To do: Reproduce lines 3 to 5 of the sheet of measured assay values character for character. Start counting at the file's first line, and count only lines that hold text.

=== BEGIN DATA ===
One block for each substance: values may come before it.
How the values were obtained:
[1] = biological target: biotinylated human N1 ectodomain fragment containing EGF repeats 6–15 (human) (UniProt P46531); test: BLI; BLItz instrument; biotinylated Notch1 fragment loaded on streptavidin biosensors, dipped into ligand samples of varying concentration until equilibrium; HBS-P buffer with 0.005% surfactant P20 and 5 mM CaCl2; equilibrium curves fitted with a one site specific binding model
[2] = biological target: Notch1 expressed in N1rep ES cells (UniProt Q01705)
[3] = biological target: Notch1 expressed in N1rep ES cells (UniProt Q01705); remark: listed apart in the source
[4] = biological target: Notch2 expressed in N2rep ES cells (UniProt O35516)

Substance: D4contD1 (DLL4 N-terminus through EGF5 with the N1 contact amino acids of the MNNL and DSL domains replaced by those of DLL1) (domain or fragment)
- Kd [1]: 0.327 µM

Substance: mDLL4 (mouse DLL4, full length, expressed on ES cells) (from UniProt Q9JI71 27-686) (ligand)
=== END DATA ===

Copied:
[1] = biological target: biotinylated human N1 ectodomain fragment containing EGF repeats 6–15 (human) (UniProt P46531); test: BLI; BLItz instrument; biotinylated Notch1 fragment loaded on streptavidin biosensors, dipped into ligand samples of varying concentration until equilibrium; HBS-P buffer with 0.005% surfactant P20 and 5 mM CaCl2; equilibrium curves fitted with a one site specific binding model
[2] = biological target: Notch1 expressed in N1rep ES cells (UniProt Q01705)
[3] = biological target: Notch1 expressed in N1rep ES cells (UniProt Q01705); remark: listed apart in the source